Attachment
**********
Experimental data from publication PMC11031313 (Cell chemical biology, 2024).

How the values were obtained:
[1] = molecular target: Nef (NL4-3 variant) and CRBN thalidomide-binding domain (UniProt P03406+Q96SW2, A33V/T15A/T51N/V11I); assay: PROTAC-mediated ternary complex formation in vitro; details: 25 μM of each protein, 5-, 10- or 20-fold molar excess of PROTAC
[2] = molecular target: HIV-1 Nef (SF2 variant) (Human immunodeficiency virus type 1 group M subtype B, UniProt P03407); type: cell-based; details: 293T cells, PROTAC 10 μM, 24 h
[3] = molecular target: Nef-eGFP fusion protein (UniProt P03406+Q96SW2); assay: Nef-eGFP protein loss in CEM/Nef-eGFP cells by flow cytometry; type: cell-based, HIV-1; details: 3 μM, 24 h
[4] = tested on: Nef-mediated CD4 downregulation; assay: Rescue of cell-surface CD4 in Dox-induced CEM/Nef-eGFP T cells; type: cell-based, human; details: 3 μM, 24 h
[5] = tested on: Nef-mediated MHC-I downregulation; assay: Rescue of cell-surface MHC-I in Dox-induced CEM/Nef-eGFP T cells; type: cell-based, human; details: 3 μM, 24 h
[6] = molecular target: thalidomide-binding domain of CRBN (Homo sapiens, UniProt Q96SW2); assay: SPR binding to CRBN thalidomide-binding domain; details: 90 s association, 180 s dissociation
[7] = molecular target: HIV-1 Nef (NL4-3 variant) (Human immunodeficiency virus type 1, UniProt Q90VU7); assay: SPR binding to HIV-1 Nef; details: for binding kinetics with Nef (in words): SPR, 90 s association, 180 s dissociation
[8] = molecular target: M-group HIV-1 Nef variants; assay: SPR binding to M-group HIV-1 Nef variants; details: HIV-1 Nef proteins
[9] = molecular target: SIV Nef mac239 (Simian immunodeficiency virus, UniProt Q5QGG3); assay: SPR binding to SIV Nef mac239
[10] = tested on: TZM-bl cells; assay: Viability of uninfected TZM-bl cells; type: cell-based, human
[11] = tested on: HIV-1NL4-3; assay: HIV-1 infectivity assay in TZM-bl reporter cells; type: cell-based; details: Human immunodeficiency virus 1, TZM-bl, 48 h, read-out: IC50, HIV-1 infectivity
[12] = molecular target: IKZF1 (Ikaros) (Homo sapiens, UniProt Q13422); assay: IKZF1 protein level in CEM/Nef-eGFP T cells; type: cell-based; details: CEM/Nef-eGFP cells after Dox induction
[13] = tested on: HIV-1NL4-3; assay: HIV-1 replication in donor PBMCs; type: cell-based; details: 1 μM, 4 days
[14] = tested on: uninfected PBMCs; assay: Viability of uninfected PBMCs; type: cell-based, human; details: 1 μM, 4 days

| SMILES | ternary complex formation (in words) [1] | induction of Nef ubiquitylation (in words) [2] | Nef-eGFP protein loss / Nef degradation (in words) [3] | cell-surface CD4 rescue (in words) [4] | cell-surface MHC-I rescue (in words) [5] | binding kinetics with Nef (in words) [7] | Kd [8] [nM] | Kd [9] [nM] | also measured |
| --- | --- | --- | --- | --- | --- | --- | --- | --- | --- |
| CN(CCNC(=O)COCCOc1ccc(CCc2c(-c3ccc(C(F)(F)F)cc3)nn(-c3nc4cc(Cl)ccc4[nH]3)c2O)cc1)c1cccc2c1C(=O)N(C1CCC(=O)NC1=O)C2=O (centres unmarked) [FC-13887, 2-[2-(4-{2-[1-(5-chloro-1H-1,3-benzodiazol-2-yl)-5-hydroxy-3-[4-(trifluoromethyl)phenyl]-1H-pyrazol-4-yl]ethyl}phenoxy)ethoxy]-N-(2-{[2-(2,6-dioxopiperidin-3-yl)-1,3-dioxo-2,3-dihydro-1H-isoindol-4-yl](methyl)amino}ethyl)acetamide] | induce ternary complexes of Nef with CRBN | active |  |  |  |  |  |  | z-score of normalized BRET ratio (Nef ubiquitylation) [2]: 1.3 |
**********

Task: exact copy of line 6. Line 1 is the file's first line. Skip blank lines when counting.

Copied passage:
[4] = tested on: Nef-mediated CD4 downregulation; assay: Rescue of cell-surface CD4 in Dox-induced CEM/Nef-eGFP T cells; type: cell-based, human; details: 3 μM, 24 h